Slovakia forgave Sudan's debts.
Along with this wealth comes the responsibility to help poorer nations. Moreover, Slovakia is bound to distribute international aid by its membership in the European Union.
Representatives from Slovak NGOs who have participated in projects set up with official development aid (ODA) funds agree on the benefits of international aid, but point out that the Slovak system still leaves significant room for improvement.
"I imagine ODA could better be used as a tool of Slovak foreign policy, especially concerning planning regional priorities and focusing on specific sectors. I know ODA serves the double purpose of providing aid to countries that really need it and protecting the country's interests, but the balance between the two areas is worth a larger discussion," commented Alexander Duleba, director of the Research Centre of the Slovak Foreign Policy Association (SFPA).
Duleba added that he considered the existing scheme of project administration through the funds adequate, but would prefer less red tape.
Ivan Kuhn, who is associated with the Conservative Institute, believes Slovakia still looks at ODA as an obligation rather than a legitimate tool for providing needed assistance.
"I don't see eye-to-eye on what the aid should be used for and what purpose it should serve. Feedback on aid already spent is also missing. Slovakia's ODA still has growing pains. However, this is not a problem only in Slovakia," Kuhn said.
In 2005, Slovakia granted Sk1.739 billion (Ř50 million) in ODA, or 0.12 percent of the GDP, an increase of Sk825 million from the year before.
The increase was driven by Sk527 million in debt relief for Sudan, Afghanistan, Iraq and Albania and the start of Slovakia's contributions to the common EU budget. A part of the EU contribution, 4.82 percent or Sk698 million, is automatically earmarked for development aid and cooperation.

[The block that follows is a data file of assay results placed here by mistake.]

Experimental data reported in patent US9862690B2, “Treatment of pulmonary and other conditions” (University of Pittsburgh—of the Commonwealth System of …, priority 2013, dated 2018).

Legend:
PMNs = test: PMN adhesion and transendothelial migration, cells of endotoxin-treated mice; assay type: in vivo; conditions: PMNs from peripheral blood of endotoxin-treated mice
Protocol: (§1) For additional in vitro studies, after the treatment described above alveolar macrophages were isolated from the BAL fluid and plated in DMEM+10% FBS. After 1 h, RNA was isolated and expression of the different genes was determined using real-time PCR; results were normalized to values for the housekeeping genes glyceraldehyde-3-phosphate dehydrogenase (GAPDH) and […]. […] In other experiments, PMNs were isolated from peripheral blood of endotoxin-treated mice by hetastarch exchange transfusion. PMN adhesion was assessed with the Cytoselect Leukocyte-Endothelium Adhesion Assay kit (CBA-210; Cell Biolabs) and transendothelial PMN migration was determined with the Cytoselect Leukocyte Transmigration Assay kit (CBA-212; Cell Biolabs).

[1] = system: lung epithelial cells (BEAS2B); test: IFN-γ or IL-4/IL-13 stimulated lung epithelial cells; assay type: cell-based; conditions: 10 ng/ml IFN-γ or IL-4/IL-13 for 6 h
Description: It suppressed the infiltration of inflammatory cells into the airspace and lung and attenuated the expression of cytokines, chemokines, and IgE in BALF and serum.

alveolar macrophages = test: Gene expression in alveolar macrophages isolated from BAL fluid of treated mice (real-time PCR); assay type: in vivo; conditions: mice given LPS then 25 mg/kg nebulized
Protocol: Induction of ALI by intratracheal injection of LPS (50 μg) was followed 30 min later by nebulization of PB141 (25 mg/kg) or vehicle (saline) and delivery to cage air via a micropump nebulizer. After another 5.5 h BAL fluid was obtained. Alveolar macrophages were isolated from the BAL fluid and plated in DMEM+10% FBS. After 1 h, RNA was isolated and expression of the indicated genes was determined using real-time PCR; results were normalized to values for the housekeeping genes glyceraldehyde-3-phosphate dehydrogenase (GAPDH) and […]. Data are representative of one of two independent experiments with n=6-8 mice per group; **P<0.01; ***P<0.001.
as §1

Slovak official development aid consists of the country's contributions to various international organisations, humanitarian help and bilateral aid directed at specific countries, mainly through the Bratislava-Belgrade Fund and the UNDP Trust Fund.
Bilateral aid is administered through NGOs and Slovak organisations selected in bids and tenders. While in 2003 bilateral aid represented 30 percent of the overall volume of ODA, in 2005 it was only 10 percent. The Foreign Ministry would like to see bilateral aid return to its former importance.
"Bilateral project aid is a direct tool of foreign policy, as it uses Slovak know-how and experience, makes Slovakia visible, and deepens relationships with developing countries," the ministry said in a statement.
Last year, resources from the UNDP Trust Fund were used for projects in 13 countries: Afghanistan, Albania, Bosnia and Herzegovina, Cambodia, Kazakhstan, Kenya, Kyrgyzstan, Macedonia, Mongolia, Mozambique, Sudan, Tajikistan, and Uzbekistan. The Bratislava-Belgrade Fund is aimed at projects within Serbia and Montenegro.
The Foreign Ministry declared the following as the main goals of its ODA: "As a part of the donor community, Slovakia wants within its capacity to help alleviate global crises such as erasing poverty, extreme famine, reaching general literacy, supporting gender equality, reducing child mortality and improving prenatal care, along with fighting fatal diseases like HIV/AIDS, malaria and maintaining a sustainable environment...."
The EU declares that development aid is among the priorities of its external relationships, and is committed to using 0.51 percent of total GDP for ODA. It has called on member states to earmark 0.58 percent of GDP for ODA by 2010 and 0.7 percent by 2017. However, in view of the limited resources of new member states, the GDP share was decreased to 0.17 by 2010 and 0.33 percent by 2015 for the new member states.
26. Jun 2006 at 0:00 | Marta Ďurianová